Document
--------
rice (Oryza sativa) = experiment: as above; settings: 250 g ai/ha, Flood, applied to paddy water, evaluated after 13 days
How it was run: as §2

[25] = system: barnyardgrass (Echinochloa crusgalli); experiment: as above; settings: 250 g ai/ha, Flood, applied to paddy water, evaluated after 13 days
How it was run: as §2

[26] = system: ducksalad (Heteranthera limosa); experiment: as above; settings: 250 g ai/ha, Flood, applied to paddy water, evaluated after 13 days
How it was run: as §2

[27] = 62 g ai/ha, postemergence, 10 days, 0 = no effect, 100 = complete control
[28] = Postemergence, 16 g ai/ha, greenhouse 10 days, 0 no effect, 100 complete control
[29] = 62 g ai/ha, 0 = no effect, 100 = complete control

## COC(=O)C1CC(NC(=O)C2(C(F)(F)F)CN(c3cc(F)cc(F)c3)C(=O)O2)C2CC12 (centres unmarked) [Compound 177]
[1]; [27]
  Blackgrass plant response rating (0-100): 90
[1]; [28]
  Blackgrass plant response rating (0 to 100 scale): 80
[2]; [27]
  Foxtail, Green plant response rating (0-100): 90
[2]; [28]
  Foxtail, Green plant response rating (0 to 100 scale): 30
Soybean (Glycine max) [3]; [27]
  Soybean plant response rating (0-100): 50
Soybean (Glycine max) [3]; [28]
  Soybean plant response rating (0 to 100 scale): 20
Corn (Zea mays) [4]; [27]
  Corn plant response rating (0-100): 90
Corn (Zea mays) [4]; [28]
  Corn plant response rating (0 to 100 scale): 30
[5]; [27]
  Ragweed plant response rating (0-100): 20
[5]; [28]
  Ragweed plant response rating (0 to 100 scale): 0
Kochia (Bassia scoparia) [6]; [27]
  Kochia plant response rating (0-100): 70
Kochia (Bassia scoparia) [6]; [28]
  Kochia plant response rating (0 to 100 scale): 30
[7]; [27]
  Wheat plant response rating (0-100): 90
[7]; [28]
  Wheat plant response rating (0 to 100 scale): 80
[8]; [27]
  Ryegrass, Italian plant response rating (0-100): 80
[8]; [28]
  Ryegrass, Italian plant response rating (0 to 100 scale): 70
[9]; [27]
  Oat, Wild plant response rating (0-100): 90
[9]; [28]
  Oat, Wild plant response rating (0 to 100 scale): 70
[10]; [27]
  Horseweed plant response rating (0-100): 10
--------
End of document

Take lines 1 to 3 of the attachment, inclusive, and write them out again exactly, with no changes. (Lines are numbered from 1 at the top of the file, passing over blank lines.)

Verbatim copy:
rice (Oryza sativa) = experiment: as above; settings: 250 g ai/ha, Flood, applied to paddy water, evaluated after 13 days
How it was run: as §2

[25] = system: barnyardgrass (Echinochloa crusgalli); experiment: as above; settings: 250 g ai/ha, Flood, applied to paddy water, evaluated after 13 days